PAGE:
This difference was to prove dramatically important as Team Easy Racer’s exhaustion caused one wrong turn after another, even on roads without a planned turn for over 100 miles. Meanwhile, the now faster Team Lightning was burning up the roads and not getting lost. In Grantsville, Maryland, with 352 miles remaining, Lightning had closed to a mere 1:15. In the next 160 miles, while Easy Racer’s delirious crew took one wrong turn after another, especially in Gettysburg and York, Pennsylvania, the calm and steady Lightning narrowed the gap to just 26 minutes. Team Easy Racer was “emotionally disintegrated, enormously fatigued, and essentially afunctional”, according to Shermer, and so it was that in Reading, Pennsylvania, with now less than 150 miles to go, Lightning rode right on past the Easy Racer. Easy Racer’s last straw occurred shortly thereafter when its support crew incorrectly directed Greg Miller onto an onramp which dumped him onto the fast lane of a local freeway and near annihilation by an 18 wheeler. Visibly shaken, Miller, halted the bike on the freeway shoulder and declared he wouldn’t ride again. Shermer, Tout, and Markham agreed and so during a strained and emotional meeting of team and riders, the decision was made to withdraw from the race. Easy Racer builder and crew chief Gardner Martin commented shortly after their official withdrawal that “we beat Lightning to every state line in this race, but obviously that wasn’t good enough. We can no longer safely compete in this race.”
After Lightning crossed the finish line with an official time of 5 days, 1 hour, and 8 minutes, Shermer commented “They (Lightning) legitimately passed us and beat us. RAAM is a whole package deal of physical, technical, and organizational skills, and they had all three and we had only two.” Joanne Penseyres echoed the same sentiment: “Speed isn’t everything in an event this long. There’s a lot to be said for strategy and crew experience.”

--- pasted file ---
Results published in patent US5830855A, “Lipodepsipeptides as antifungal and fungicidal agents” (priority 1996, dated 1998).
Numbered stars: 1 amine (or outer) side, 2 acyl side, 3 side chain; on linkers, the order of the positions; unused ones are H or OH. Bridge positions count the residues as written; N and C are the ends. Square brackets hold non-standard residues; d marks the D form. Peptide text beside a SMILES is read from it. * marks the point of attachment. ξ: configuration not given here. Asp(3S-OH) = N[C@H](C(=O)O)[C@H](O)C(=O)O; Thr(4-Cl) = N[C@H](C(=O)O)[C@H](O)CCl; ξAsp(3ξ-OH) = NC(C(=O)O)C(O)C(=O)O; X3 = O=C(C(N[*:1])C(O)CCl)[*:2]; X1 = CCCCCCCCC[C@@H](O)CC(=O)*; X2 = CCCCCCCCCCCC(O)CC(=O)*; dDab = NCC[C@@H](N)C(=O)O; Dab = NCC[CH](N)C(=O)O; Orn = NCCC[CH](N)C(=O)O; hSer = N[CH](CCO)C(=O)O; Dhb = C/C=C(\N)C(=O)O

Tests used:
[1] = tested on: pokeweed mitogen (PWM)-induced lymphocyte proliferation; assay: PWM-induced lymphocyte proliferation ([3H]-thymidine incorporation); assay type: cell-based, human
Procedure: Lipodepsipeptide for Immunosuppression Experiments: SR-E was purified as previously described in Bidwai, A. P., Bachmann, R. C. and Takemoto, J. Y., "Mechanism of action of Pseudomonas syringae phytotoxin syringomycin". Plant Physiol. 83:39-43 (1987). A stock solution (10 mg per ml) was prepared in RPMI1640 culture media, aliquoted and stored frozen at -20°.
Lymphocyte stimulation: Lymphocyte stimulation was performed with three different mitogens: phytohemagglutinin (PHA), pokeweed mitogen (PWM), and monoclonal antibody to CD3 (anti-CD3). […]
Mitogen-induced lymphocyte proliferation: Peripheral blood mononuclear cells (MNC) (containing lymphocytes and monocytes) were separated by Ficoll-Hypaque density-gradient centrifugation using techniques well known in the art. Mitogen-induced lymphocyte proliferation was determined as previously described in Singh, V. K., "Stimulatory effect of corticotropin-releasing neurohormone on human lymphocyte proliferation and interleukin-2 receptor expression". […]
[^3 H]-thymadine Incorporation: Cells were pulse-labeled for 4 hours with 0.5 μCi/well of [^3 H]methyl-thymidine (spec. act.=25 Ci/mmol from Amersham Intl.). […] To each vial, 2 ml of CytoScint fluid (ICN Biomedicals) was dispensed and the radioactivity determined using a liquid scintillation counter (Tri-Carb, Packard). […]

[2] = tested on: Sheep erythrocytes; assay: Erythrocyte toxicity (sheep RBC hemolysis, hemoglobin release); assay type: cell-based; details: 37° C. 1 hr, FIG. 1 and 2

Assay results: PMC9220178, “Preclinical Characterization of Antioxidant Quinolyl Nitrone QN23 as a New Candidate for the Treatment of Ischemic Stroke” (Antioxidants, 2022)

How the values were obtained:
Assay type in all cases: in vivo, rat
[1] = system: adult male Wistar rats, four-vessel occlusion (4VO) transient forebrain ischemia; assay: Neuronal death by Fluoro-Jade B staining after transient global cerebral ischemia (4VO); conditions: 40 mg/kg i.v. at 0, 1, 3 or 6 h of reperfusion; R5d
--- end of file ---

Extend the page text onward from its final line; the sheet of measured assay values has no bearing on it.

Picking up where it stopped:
Although they never got the chance to take the lead from the HPV’s, at least not both HPV’s, Teams Chronos and Strawberry crossed the finish line with very impressive times of 6:07:40 and 6:14:03 respectively. For sake of comparison, with their lower tech (than the HPV’s) equipment and more traditional cyclists, they still had managed to beat Paul Solon’s new transcontinental record of 8:08:45 by about two days. And so, in an amazing and historic event, the age-old tortoise-and-hare race once again transpired with Team Lightning playing the tortoise to cruise into victory in the 1989 HPV Race Across America.
1989 RAAM articles:
- Racing: RAAM 1998 — Racer Time Station Data
- Too Fast? (Bicycle Guide, 1989)
- Racing: RAAM 1989
- HPV’s Across America: RAAM Tests More Than Technology (California Bicyclist, October 1989)
- Racing: A test of man and machine (PBAA Journal, 1989)
- Racing: The 1989 HPV Race Across America, a test of machine and man (PBAA Journal)
- Racing: Human-Powered Vehicles and the Race Across America (VeloNews, 1989)